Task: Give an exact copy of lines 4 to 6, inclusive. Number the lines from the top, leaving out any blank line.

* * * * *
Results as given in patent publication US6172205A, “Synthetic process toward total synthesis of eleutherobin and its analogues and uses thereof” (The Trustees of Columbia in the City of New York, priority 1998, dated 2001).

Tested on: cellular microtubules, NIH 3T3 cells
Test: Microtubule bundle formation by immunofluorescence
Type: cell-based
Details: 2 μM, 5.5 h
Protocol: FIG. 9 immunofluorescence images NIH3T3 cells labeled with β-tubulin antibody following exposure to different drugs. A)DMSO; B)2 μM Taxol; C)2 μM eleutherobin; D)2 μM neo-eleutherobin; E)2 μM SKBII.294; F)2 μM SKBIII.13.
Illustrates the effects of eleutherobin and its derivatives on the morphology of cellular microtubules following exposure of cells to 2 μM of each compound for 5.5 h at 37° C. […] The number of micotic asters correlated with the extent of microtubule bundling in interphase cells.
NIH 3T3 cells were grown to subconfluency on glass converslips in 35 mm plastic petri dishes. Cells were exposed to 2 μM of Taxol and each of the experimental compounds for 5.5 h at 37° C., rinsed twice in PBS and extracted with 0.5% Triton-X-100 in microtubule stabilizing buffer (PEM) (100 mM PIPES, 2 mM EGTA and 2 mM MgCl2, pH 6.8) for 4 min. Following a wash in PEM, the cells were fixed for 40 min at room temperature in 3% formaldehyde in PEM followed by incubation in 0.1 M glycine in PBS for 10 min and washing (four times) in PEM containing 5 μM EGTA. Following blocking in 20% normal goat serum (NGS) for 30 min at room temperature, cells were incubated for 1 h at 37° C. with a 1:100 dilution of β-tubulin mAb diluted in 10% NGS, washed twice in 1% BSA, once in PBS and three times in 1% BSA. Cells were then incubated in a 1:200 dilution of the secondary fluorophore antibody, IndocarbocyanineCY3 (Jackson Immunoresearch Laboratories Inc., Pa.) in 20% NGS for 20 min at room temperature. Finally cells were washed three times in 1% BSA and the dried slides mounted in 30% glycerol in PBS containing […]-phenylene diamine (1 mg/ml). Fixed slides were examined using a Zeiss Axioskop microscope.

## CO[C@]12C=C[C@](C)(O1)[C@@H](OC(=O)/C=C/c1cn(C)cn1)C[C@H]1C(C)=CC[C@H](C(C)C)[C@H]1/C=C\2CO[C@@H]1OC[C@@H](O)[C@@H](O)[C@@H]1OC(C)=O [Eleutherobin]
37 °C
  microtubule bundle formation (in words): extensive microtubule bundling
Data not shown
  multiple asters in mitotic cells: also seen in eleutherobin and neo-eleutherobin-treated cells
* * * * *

Type: cell-based
Details: 2 μM, 5.5 h
Protocol: FIG. 9 immunofluorescence images NIH3T3 cells labeled with β-tubulin antibody following exposure to different drugs. A)DMSO; B)2 μM Taxol; C)2 μM eleutherobin; D)2 μM neo-eleutherobin; E)2 μM SKBII.294; F)2 μM SKBIII.13.